The annual risk of infection with Mycobacterium tuberculosis in England and Wales since 1901
Abstract:SETTING: England and Wales.
OBJECTIVE: To estimate the magnitude and trend in the annual risk of infection with Mycobacterium tuberculosis in England and Wales since 1901.
DESIGN: Estimates for the prechemotherapy era are derived assuming that 1% of new infections among 0–4 year olds led to fatal tuberculosis meningitis, as found in the Netherlands. The estimates are validated against data from the 1949–1950 national tuberculin survey. We explore the trend thereafter using tuberculous meningitis notifications and data from the 1971–1973 national tuberculin survey, and discuss the utility of data collected under the national bacille Calmette-Guérin (BCG) vaccination scheme for estimating the annual risk of infection.
RESULTS: Tuberculosis meningitis mortality rates among 0–4 year olds declined at 4% per annum until 1950, and suggest that the annual risk of infection declined from 12% in 1901 to 1.9% in 1949. The decline in the annual risk of infection probably accelerated in 1950, although its magnitude cannot be determined accurately.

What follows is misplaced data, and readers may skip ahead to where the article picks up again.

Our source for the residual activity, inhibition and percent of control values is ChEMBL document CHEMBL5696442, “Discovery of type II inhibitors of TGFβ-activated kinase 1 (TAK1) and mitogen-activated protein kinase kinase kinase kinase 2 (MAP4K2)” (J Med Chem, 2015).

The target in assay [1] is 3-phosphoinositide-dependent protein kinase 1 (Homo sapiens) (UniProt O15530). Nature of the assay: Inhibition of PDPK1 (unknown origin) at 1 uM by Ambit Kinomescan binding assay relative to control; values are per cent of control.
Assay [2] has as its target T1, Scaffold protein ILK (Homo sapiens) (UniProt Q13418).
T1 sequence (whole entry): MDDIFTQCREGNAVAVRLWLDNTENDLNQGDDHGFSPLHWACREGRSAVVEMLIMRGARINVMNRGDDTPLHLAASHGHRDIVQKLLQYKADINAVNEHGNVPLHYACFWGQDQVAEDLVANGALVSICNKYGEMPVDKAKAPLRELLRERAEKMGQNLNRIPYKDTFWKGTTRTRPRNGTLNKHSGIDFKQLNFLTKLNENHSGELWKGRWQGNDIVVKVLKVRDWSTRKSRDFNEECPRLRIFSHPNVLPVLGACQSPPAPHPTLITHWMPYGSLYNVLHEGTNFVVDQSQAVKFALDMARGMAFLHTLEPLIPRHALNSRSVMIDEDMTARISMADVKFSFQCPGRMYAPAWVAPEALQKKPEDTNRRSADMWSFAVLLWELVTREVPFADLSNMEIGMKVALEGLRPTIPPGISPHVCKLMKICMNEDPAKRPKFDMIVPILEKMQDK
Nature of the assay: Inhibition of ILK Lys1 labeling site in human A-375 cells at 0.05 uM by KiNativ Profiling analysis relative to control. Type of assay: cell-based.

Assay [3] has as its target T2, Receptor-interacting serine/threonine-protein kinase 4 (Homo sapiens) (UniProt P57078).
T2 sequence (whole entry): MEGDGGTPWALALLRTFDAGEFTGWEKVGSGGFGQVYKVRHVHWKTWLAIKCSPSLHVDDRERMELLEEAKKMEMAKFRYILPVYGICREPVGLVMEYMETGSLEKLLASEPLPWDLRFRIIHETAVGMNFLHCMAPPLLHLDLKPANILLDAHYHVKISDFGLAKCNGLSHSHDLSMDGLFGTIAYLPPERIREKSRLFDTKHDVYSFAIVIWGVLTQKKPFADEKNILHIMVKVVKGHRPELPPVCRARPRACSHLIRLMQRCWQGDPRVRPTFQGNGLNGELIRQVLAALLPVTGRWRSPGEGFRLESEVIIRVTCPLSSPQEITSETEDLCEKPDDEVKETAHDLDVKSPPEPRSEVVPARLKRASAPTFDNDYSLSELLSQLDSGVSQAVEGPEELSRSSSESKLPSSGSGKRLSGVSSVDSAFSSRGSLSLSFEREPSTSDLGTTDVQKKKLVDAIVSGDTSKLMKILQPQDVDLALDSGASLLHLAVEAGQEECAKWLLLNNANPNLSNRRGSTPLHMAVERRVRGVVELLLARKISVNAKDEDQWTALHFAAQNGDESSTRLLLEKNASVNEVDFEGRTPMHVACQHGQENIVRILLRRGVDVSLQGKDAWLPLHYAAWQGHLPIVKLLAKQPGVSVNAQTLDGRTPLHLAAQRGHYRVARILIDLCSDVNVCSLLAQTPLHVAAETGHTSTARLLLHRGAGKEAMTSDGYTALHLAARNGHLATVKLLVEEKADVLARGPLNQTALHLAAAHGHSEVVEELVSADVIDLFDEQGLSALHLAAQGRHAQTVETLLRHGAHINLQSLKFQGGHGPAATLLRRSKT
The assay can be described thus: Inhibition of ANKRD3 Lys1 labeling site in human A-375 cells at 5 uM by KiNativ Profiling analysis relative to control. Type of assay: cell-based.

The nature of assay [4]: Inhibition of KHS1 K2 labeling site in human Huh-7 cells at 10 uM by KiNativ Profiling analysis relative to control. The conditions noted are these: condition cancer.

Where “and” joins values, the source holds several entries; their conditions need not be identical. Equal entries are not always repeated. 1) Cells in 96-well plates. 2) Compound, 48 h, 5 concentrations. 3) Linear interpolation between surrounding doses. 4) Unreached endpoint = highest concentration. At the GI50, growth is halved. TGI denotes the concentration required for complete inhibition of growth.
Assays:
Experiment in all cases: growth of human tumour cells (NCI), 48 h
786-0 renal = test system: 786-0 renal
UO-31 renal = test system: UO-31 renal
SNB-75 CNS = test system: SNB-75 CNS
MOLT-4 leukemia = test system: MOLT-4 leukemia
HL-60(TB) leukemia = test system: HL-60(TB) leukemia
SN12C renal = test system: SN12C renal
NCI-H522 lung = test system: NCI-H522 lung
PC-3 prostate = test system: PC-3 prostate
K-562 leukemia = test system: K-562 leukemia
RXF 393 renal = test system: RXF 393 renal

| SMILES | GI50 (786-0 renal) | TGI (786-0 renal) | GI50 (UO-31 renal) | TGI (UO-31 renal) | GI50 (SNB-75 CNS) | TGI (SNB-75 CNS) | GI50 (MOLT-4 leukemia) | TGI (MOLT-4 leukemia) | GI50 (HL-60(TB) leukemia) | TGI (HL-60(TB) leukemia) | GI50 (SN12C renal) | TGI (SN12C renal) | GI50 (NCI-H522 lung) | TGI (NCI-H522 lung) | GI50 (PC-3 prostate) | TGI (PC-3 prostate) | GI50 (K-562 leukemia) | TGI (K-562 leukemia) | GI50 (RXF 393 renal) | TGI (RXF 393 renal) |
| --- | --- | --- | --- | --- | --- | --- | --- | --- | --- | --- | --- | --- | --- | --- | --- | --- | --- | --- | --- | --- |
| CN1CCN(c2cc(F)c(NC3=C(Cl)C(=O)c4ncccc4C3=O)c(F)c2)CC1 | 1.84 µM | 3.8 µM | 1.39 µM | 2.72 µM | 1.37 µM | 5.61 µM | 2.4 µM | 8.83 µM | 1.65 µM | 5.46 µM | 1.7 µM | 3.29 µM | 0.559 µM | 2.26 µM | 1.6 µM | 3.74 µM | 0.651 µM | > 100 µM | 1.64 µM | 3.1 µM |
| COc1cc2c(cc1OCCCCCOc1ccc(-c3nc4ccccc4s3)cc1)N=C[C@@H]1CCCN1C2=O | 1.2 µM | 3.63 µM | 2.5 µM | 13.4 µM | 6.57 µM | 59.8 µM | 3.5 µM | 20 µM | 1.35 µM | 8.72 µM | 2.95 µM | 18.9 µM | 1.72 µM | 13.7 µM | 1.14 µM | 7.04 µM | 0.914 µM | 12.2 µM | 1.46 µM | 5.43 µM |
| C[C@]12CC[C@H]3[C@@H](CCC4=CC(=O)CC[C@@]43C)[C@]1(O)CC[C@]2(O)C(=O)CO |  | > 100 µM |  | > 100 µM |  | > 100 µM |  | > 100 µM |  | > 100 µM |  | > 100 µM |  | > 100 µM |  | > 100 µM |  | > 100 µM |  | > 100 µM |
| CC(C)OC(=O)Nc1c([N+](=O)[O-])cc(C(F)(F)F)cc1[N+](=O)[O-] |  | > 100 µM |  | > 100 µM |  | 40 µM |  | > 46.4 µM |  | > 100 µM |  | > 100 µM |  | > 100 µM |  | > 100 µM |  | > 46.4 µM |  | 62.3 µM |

CONCLUSION: An accelerated decline in the annual risk of infection in England and Wales from 1950 probably resulted from the introduction of chemotherapy, which dramatically reduced the prevalence of sources of infection in the population. Data collected during the national BCG vaccination scheme were found to be unsuitable for estimating infection risks.
Document Type: Regular Paper
Affiliations: Communicable Diseases Epidemiology Unit, Department of Epidemiology and Population Sciences, London School of Hygiene and Tropical Medicine, London, UK
Publication date: October 1, 1997
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